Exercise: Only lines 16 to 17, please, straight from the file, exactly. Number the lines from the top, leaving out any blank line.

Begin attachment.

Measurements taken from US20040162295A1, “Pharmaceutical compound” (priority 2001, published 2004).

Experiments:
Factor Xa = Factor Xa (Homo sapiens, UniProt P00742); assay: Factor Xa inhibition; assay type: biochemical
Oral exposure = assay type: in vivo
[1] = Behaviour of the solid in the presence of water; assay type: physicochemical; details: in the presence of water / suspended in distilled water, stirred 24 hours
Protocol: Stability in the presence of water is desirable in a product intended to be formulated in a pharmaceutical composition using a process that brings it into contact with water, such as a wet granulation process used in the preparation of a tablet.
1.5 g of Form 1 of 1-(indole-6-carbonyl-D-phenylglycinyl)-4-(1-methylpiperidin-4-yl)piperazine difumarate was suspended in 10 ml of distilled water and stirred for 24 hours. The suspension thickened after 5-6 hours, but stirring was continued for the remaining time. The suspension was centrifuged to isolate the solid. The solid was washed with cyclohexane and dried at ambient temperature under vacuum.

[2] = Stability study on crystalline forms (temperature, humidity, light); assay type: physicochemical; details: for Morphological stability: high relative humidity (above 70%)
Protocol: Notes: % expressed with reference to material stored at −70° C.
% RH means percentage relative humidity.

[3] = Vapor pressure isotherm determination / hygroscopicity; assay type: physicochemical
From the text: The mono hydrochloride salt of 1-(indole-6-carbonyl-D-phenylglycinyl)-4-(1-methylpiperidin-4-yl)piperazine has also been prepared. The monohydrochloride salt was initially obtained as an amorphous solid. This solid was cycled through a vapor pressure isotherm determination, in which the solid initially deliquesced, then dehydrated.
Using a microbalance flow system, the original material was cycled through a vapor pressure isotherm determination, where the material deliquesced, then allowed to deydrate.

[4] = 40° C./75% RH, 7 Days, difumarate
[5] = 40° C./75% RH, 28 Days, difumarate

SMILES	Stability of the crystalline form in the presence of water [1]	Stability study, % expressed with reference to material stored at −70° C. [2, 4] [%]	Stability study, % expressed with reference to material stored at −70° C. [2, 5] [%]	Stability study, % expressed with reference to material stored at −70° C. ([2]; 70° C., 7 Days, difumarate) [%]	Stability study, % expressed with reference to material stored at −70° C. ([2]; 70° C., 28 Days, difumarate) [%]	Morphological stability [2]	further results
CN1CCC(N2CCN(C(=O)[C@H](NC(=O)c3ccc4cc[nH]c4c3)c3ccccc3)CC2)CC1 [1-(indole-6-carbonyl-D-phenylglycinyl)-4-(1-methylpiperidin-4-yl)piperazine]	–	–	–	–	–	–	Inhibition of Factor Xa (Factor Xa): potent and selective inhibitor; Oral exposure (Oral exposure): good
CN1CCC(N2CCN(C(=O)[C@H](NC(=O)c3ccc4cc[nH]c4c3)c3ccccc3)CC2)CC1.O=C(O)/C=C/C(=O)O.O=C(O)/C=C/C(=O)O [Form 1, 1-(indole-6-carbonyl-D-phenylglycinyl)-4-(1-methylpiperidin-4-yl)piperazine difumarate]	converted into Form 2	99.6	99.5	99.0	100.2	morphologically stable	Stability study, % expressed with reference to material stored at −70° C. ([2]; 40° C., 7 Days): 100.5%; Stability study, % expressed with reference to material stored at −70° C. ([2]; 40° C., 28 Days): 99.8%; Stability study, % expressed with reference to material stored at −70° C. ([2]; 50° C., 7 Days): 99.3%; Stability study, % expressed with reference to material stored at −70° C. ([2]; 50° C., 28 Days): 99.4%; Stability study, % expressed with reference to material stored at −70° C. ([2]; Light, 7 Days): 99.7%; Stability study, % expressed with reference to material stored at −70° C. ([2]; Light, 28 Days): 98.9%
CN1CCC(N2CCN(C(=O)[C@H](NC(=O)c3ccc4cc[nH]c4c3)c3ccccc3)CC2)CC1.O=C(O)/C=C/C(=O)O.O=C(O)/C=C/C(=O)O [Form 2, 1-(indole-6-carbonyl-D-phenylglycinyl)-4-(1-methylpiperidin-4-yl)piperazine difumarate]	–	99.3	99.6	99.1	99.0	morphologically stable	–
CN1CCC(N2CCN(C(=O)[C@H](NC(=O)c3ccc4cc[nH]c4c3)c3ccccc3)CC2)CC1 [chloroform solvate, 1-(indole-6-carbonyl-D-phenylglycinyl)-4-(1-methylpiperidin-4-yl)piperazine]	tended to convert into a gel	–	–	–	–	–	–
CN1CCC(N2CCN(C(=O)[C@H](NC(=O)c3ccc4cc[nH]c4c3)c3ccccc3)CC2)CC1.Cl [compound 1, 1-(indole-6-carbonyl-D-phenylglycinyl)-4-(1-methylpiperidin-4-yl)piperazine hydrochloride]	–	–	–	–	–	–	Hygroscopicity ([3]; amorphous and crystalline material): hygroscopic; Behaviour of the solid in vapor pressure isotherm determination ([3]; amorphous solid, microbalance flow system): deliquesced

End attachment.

SMILES	Stability of the crystalline form in the presence of water [1]	Stability study, % expressed with reference to material stored at −70° C. [2, 4] [%]	Stability study, % expressed with reference to material stored at −70° C. [2, 5] [%]	Stability study, % expressed with reference to material stored at −70° C. ([2]; 70° C., 7 Days, difumarate) [%]	Stability study, % expressed with reference to material stored at −70° C. ([2]; 70° C., 28 Days, difumarate) [%]	Morphological stability [2]	further results
CN1CCC(N2CCN(C(=O)[C@H](NC(=O)c3ccc4cc[nH]c4c3)c3ccccc3)CC2)CC1 [1-(indole-6-carbonyl-D-phenylglycinyl)-4-(1-methylpiperidin-4-yl)piperazine]	–	–	–	–	–	–	Inhibition of Factor Xa (Factor Xa): potent and selective inhibitor; Oral exposure (Oral exposure): good